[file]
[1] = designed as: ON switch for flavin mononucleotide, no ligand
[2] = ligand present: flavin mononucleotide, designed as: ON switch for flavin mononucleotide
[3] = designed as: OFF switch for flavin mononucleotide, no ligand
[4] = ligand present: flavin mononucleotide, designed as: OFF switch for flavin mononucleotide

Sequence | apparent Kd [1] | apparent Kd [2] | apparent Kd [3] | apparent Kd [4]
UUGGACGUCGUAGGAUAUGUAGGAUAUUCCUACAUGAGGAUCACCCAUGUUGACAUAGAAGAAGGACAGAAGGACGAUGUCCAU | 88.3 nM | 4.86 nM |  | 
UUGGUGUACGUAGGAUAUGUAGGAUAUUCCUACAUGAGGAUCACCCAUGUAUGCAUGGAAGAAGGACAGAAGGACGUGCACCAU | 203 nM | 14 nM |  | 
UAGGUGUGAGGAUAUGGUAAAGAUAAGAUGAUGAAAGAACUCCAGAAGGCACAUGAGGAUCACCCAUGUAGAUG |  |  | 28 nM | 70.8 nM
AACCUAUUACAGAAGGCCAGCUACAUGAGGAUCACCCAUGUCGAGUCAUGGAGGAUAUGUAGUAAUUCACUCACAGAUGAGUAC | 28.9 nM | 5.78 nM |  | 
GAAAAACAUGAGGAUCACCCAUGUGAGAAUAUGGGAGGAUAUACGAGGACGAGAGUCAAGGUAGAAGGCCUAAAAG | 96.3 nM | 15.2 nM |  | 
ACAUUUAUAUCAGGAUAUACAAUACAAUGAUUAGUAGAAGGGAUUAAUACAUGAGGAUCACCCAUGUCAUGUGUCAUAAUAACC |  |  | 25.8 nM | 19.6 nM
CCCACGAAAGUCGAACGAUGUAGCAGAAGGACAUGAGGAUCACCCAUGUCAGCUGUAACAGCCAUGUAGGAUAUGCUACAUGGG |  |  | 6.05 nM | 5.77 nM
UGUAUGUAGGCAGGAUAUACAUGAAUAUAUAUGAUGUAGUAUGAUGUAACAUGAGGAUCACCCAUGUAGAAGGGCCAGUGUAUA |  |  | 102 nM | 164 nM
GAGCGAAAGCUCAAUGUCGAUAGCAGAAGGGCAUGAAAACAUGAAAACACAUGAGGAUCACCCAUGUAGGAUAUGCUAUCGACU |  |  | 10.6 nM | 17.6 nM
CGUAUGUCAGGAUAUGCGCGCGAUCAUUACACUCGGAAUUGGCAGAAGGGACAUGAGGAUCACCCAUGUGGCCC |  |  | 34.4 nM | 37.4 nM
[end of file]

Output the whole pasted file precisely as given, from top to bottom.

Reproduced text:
[1] = designed as: ON switch for flavin mononucleotide, no ligand
[2] = ligand present: flavin mononucleotide, designed as: ON switch for flavin mononucleotide
[3] = designed as: OFF switch for flavin mononucleotide, no ligand
[4] = ligand present: flavin mononucleotide, designed as: OFF switch for flavin mononucleotide

Sequence | apparent Kd [1] | apparent Kd [2] | apparent Kd [3] | apparent Kd [4]
UUGGACGUCGUAGGAUAUGUAGGAUAUUCCUACAUGAGGAUCACCCAUGUUGACAUAGAAGAAGGACAGAAGGACGAUGUCCAU | 88.3 nM | 4.86 nM |  | 
UUGGUGUACGUAGGAUAUGUAGGAUAUUCCUACAUGAGGAUCACCCAUGUAUGCAUGGAAGAAGGACAGAAGGACGUGCACCAU | 203 nM | 14 nM |  | 
UAGGUGUGAGGAUAUGGUAAAGAUAAGAUGAUGAAAGAACUCCAGAAGGCACAUGAGGAUCACCCAUGUAGAUG |  |  | 28 nM | 70.8 nM
AACCUAUUACAGAAGGCCAGCUACAUGAGGAUCACCCAUGUCGAGUCAUGGAGGAUAUGUAGUAAUUCACUCACAGAUGAGUAC | 28.9 nM | 5.78 nM |  | 
GAAAAACAUGAGGAUCACCCAUGUGAGAAUAUGGGAGGAUAUACGAGGACGAGAGUCAAGGUAGAAGGCCUAAAAG | 96.3 nM | 15.2 nM |  | 
ACAUUUAUAUCAGGAUAUACAAUACAAUGAUUAGUAGAAGGGAUUAAUACAUGAGGAUCACCCAUGUCAUGUGUCAUAAUAACC |  |  | 25.8 nM | 19.6 nM
CCCACGAAAGUCGAACGAUGUAGCAGAAGGACAUGAGGAUCACCCAUGUCAGCUGUAACAGCCAUGUAGGAUAUGCUACAUGGG |  |  | 6.05 nM | 5.77 nM
UGUAUGUAGGCAGGAUAUACAUGAAUAUAUAUGAUGUAGUAUGAUGUAACAUGAGGAUCACCCAUGUAGAAGGGCCAGUGUAUA |  |  | 102 nM | 164 nM
GAGCGAAAGCUCAAUGUCGAUAGCAGAAGGGCAUGAAAACAUGAAAACACAUGAGGAUCACCCAUGUAGGAUAUGCUAUCGACU |  |  | 10.6 nM | 17.6 nM
CGUAUGUCAGGAUAUGCGCGCGAUCAUUACACUCGGAAUUGGCAGAAGGGACAUGAGGAUCACCCAUGUGGCCC |  |  | 34.4 nM | 37.4 nM